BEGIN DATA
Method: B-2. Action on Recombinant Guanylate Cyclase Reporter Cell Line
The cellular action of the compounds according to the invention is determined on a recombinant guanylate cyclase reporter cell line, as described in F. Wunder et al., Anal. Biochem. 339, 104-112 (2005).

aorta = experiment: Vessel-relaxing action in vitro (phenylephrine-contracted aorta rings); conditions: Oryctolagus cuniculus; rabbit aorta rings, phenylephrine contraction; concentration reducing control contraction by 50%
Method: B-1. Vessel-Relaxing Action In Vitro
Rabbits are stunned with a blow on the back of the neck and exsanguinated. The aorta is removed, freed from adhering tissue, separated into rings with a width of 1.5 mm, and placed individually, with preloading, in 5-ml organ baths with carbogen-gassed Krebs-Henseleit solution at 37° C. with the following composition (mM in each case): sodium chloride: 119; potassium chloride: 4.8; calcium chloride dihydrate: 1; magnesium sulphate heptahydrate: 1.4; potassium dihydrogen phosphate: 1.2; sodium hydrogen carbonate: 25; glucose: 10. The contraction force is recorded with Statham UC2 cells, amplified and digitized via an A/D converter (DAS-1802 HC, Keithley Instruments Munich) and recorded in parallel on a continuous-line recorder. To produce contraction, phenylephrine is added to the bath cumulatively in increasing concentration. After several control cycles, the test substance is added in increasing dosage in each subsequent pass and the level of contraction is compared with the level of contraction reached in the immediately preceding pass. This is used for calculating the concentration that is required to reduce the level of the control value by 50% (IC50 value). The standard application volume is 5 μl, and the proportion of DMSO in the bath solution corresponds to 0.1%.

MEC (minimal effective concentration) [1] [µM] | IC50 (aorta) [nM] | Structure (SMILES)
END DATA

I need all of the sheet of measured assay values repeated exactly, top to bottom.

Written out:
Method: B-2. Action on Recombinant Guanylate Cyclase Reporter Cell Line
The cellular action of the compounds according to the invention is determined on a recombinant guanylate cyclase reporter cell line, as described in F. Wunder et al., Anal. Biochem. 339, 104-112 (2005).

aorta = experiment: Vessel-relaxing action in vitro (phenylephrine-contracted aorta rings); conditions: Oryctolagus cuniculus; rabbit aorta rings, phenylephrine contraction; concentration reducing control contraction by 50%
Method: B-1. Vessel-Relaxing Action In Vitro
Rabbits are stunned with a blow on the back of the neck and exsanguinated. The aorta is removed, freed from adhering tissue, separated into rings with a width of 1.5 mm, and placed individually, with preloading, in 5-ml organ baths with carbogen-gassed Krebs-Henseleit solution at 37° C. with the following composition (mM in each case): sodium chloride: 119; potassium chloride: 4.8; calcium chloride dihydrate: 1; magnesium sulphate heptahydrate: 1.4; potassium dihydrogen phosphate: 1.2; sodium hydrogen carbonate: 25; glucose: 10. The contraction force is recorded with Statham UC2 cells, amplified and digitized via an A/D converter (DAS-1802 HC, Keithley Instruments Munich) and recorded in parallel on a continuous-line recorder. To produce contraction, phenylephrine is added to the bath cumulatively in increasing concentration. After several control cycles, the test substance is added in increasing dosage in each subsequent pass and the level of contraction is compared with the level of contraction reached in the immediately preceding pass. This is used for calculating the concentration that is required to reduce the level of the control value by 50% (IC50 value). The standard application volume is 5 μl, and the proportion of DMSO in the bath solution corresponds to 0.1%.

MEC (minimal effective concentration) [1] [µM] | IC50 (aorta) [nM] | Structure (SMILES)